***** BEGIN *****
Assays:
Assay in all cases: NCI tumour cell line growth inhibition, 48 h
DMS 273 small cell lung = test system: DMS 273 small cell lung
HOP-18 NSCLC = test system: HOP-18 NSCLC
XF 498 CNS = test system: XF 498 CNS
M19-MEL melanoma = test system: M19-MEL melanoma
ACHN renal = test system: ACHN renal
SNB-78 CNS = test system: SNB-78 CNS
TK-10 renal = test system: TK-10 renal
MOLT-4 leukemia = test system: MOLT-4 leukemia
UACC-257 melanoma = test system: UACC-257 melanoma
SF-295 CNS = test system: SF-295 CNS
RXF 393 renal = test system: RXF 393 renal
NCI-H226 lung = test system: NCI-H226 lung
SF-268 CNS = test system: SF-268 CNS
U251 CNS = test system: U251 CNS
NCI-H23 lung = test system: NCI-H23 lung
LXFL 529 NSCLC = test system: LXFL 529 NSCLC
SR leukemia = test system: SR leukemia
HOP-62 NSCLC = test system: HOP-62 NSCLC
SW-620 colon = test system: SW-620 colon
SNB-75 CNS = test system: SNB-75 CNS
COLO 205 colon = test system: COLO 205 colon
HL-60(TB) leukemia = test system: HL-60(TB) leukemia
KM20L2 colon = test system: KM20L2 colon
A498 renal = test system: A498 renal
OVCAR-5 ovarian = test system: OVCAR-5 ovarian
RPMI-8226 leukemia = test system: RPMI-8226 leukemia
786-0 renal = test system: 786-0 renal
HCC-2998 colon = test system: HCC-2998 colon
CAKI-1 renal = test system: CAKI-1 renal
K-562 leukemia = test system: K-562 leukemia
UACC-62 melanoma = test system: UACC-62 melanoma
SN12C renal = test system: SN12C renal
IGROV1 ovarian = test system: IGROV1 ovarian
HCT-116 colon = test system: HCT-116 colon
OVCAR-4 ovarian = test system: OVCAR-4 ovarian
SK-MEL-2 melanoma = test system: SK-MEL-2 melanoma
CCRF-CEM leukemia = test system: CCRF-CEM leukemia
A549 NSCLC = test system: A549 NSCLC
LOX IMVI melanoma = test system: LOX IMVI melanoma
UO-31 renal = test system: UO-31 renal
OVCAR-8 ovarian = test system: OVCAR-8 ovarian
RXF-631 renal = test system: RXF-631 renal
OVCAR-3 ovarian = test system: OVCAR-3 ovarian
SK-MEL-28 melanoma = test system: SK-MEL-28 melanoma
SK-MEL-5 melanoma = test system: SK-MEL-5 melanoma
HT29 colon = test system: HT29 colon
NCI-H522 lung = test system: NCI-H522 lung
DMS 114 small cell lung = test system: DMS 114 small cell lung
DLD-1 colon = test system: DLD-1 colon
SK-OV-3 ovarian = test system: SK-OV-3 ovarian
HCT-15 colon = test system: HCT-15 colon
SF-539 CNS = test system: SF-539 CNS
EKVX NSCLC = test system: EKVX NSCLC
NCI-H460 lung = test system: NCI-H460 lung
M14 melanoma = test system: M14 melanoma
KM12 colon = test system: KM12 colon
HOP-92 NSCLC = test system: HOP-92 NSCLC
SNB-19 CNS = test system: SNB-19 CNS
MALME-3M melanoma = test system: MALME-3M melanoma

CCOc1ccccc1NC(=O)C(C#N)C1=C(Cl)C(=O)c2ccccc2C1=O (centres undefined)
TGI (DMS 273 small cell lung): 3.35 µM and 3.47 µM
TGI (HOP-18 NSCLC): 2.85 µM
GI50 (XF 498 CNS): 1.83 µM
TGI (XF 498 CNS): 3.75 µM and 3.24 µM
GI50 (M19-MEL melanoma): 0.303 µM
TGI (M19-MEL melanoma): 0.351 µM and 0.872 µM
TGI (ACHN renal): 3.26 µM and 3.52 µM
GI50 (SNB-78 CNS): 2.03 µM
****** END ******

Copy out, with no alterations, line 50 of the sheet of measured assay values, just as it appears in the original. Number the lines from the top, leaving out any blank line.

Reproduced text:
DMS 114 small cell lung = test system: DMS 114 small cell lung